Who are the Proud Boys?

Proud Boys members at a rally in Portland, Oregon.
Proud Boys members at a rally in Portland, Oregon.
Image: Reuters/Jim Urquhart
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It’s not yet clear if the first US presidential debate between Donald Trump and Joe Biden swayed the country’s few undecided voters, but there was another group who clearly enjoyed a moment in the spotlight last night: the Proud Boys.

During the debate, Trump was confronted by Biden about his leniency toward white supremacists and right-wing militias, and he was asked by moderator Chris Wallace to publicly condemn them. He didn’t do that, although he did address one such group, the Proud Boys. He said:

Proud Boys stand back, and stand by, but I’ll tell you what, somebody’s got to do something about Antifa and the left because this is not a right wing problem this is a left wing.

Who are the Proud Boys Trump told to “stand back and stand by”? If you’re wondering, you’re not alone—the whole world (wide web) was , too, propelling the group toward newfound notoriety.

A far-right, self-described “western chauvinistic” group, Proud Boys are listed as a white supremacist hate group by the FBI, and have been tracked by the Southern Poverty Law Center since 2016, when they were founded by Gavin McInnes, the co-founder of Vice Media (which he had left in 2008). In an article introducing the group, McInnes said they longed for a time “when girls were girls and men were men” and stood against politically correct conversations. Essentially a social club with a mission to promote white western values, Proud Boys was born as an informal small group, but it quickly grew into a more structured organization, with rules against masturbation, and mandatory tattoos of the group’s name to attain a certain level of membership.

Although the group rejects labels of white supremacy or accusations of  harboring biases against certain religions, its members are vocally Islamophobic and anti-Semitic, as well as misogynistic, believing that western values, particularly as  embodied by white men, are endangered. (McInnes—who supposedly left the group in 2018 but is still active in its channels—publicly decried a “war against whites”). The Proud Boys were among the main groups represented in the Unite the Right rally in Charlottesville, where a woman was killed by violent neo-Nazis.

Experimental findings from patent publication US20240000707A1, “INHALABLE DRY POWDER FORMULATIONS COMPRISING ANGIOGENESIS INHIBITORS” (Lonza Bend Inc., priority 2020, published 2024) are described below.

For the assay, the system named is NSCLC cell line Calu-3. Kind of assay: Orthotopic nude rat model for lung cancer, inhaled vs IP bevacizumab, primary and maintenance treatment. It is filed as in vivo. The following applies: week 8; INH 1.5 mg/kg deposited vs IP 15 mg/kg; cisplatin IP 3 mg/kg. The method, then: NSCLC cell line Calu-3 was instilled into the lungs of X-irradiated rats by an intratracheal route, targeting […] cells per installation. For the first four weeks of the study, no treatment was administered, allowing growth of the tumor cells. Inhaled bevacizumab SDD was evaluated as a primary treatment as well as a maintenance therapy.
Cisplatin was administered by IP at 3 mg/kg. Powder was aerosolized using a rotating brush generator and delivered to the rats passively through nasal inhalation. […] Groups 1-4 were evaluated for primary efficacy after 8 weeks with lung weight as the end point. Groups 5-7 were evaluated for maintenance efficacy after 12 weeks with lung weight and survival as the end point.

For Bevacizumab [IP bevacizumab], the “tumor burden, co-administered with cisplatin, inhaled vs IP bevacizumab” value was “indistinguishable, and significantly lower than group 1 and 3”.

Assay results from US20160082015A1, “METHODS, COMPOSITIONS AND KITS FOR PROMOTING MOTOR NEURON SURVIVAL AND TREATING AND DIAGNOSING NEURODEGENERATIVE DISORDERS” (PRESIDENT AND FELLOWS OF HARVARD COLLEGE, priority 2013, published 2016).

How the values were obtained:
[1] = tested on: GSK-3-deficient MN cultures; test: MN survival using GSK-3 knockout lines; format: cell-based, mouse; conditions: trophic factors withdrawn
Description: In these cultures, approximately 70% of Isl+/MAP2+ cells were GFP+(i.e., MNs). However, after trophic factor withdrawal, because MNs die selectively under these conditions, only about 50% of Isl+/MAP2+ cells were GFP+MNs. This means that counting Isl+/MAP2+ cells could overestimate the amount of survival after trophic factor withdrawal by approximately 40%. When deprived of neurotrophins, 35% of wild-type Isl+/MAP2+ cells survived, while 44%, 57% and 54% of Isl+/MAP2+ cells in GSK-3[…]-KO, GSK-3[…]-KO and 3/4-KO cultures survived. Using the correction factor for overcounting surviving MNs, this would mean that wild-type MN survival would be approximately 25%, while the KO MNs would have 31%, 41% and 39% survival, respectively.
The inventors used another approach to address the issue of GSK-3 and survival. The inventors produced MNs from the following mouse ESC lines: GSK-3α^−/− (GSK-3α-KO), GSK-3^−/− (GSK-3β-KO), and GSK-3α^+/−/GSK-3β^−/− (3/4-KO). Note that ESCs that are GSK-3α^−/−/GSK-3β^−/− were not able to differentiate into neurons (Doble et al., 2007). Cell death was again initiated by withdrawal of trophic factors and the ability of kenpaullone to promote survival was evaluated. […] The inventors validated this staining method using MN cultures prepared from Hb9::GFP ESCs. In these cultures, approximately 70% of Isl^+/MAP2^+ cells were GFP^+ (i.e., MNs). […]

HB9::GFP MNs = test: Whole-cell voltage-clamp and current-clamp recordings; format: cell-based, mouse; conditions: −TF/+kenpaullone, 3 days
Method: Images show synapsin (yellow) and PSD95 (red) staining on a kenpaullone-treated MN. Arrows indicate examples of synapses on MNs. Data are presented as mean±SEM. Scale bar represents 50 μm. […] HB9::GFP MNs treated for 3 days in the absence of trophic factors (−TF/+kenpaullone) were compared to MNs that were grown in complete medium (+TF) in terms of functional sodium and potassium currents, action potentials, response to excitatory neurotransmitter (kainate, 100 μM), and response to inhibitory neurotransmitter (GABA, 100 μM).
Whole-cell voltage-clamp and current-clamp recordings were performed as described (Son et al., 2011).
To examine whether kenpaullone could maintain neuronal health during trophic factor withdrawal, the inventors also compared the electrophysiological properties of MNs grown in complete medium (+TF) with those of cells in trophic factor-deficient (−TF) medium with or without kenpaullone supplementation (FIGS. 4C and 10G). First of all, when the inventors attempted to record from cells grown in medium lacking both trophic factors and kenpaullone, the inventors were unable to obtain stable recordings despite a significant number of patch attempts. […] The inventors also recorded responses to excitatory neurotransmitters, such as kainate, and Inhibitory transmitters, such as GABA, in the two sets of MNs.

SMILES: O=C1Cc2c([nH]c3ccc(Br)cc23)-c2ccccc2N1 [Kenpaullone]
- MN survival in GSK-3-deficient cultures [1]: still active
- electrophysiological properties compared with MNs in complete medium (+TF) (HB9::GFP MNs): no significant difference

The exact number of members is unknown, but there are estimated to be at least several hundreds, with representation in all US states and several international chapters, including in UK, Canada, Australia, and Norway.

Proud Boys member have a uniform of sorts: Fred Perry polo shirts in black with yellow trimming are a favorite—to the point the UK clothing brand decided to discontinue making them to distance itself from the group.

The group is opposed to Black Lives Matter and this past Saturday it organized a rally in Portland, Oregon, and other US cities, where members of the group gathered carrying protective gear and weapons, threatening violent clashes. In 2019, a member of the group had threatened the life of Portland’s democratic mayor, Ted Wheeler.

Although some Republicans said Trump’s instructions during the debate were meant to criticize the group, and Proud Boys chairman Eric Tarrio said he didn’t take the president’s words as a direct endorsement, many of his fellow group members didn’t take it that way. Proud Boys have always been Trump supporters, and they celebrated his comments, reading it as an acknowledgement of their importance and their role opposing BLM protests:

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Though they have been banned from Facebook and Twitter, the group has a presence on the rightwing favored social network Parler; on it, they celebrated the debate mention, and called Trump their “new leader:”

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Image: Screen shot from Parler

While watching the debate live, McInnes associate Ryan Katsu Rivera referred to Trump’s statement as “a general command,” and Tarrio, posted in response to the president’s words, “standing by, sir.”

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The group is also selling a t-shirt inspired by the president’s words on, an  online store for far-right merchandise.

This article was updated to add that Gavin McInnes left Vice Media in 2008.